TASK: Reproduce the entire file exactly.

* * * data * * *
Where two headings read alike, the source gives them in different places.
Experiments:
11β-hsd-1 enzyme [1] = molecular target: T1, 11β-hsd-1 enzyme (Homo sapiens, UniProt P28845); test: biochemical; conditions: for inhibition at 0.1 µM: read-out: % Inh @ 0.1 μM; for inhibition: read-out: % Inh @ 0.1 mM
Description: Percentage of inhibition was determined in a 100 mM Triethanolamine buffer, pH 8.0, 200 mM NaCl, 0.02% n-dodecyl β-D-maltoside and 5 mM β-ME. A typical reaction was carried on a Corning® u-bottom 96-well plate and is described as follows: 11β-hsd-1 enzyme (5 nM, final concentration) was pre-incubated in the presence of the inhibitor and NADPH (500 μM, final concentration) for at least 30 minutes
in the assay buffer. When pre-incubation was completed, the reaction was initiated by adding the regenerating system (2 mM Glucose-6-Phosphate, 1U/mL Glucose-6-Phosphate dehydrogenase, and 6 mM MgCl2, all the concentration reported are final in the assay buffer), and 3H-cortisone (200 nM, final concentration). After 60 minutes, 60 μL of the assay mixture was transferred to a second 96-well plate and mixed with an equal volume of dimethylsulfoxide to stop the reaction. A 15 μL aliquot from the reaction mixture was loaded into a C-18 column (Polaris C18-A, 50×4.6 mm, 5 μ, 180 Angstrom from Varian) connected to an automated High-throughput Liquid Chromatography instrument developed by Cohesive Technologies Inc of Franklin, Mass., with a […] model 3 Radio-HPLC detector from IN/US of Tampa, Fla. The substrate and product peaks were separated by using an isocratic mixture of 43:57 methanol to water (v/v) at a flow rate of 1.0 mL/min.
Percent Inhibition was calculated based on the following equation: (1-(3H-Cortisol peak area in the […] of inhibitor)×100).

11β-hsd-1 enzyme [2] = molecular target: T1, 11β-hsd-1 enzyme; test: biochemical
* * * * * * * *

Where two headings read alike, the source gives them in different places.
Experiments:
11β-hsd-1 enzyme [1] = molecular target: T1, 11β-hsd-1 enzyme (Homo sapiens, UniProt P28845); test: biochemical; conditions: for inhibition at 0.1 µM: read-out: % Inh @ 0.1 μM; for inhibition: read-out: % Inh @ 0.1 mM
Description: Percentage of inhibition was determined in a 100 mM Triethanolamine buffer, pH 8.0, 200 mM NaCl, 0.02% n-dodecyl β-D-maltoside and 5 mM β-ME. A typical reaction was carried on a Corning® u-bottom 96-well plate and is described as follows: 11β-hsd-1 enzyme (5 nM, final concentration) was pre-incubated in the presence of the inhibitor and NADPH (500 μM, final concentration) for at least 30 minutes
in the assay buffer. When pre-incubation was completed, the reaction was initiated by adding the regenerating system (2 mM Glucose-6-Phosphate, 1U/mL Glucose-6-Phosphate dehydrogenase, and 6 mM MgCl2, all the concentration reported are final in the assay buffer), and 3H-cortisone (200 nM, final concentration). After 60 minutes, 60 μL of the assay mixture was transferred to a second 96-well plate and mixed with an equal volume of dimethylsulfoxide to stop the reaction. A 15 μL aliquot from the reaction mixture was loaded into a C-18 column (Polaris C18-A, 50×4.6 mm, 5 μ, 180 Angstrom from Varian) connected to an automated High-throughput Liquid Chromatography instrument developed by Cohesive Technologies Inc of Franklin, Mass., with a […] model 3 Radio-HPLC detector from IN/US of Tampa, Fla. The substrate and product peaks were separated by using an isocratic mixture of 43:57 methanol to water (v/v) at a flow rate of 1.0 mL/min.
Percent Inhibition was calculated based on the following equation: (1-(3H-Cortisol peak area in the […] of inhibitor)×100).

11β-hsd-1 enzyme [2] = molecular target: T1, 11β-hsd-1 enzyme; test: biochemical